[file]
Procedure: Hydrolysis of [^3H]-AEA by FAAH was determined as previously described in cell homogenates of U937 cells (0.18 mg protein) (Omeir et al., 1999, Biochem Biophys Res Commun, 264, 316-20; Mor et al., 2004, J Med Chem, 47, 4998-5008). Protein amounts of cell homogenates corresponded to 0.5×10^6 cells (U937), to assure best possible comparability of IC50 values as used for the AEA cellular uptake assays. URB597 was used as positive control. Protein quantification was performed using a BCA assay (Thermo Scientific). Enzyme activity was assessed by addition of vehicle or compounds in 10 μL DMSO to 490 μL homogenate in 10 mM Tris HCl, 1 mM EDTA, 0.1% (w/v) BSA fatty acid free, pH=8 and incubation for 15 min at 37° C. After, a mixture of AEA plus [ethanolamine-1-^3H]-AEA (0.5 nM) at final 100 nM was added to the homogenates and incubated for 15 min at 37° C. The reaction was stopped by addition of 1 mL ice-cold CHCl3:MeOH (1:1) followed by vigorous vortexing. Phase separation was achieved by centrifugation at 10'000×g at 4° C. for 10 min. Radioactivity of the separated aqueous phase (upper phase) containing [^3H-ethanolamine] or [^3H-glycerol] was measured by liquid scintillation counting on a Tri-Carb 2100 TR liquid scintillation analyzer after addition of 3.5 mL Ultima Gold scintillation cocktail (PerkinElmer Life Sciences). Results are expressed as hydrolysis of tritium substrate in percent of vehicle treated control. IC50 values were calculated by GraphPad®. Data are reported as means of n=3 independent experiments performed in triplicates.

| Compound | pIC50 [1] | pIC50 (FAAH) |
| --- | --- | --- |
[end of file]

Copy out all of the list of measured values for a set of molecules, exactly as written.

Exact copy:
Procedure: Hydrolysis of [^3H]-AEA by FAAH was determined as previously described in cell homogenates of U937 cells (0.18 mg protein) (Omeir et al., 1999, Biochem Biophys Res Commun, 264, 316-20; Mor et al., 2004, J Med Chem, 47, 4998-5008). Protein amounts of cell homogenates corresponded to 0.5×10^6 cells (U937), to assure best possible comparability of IC50 values as used for the AEA cellular uptake assays. URB597 was used as positive control. Protein quantification was performed using a BCA assay (Thermo Scientific). Enzyme activity was assessed by addition of vehicle or compounds in 10 μL DMSO to 490 μL homogenate in 10 mM Tris HCl, 1 mM EDTA, 0.1% (w/v) BSA fatty acid free, pH=8 and incubation for 15 min at 37° C. After, a mixture of AEA plus [ethanolamine-1-^3H]-AEA (0.5 nM) at final 100 nM was added to the homogenates and incubated for 15 min at 37° C. The reaction was stopped by addition of 1 mL ice-cold CHCl3:MeOH (1:1) followed by vigorous vortexing. Phase separation was achieved by centrifugation at 10'000×g at 4° C. for 10 min. Radioactivity of the separated aqueous phase (upper phase) containing [^3H-ethanolamine] or [^3H-glycerol] was measured by liquid scintillation counting on a Tri-Carb 2100 TR liquid scintillation analyzer after addition of 3.5 mL Ultima Gold scintillation cocktail (PerkinElmer Life Sciences). Results are expressed as hydrolysis of tritium substrate in percent of vehicle treated control. IC50 values were calculated by GraphPad®. Data are reported as means of n=3 independent experiments performed in triplicates.

| Compound | pIC50 [1] | pIC50 (FAAH) |
| --- | --- | --- |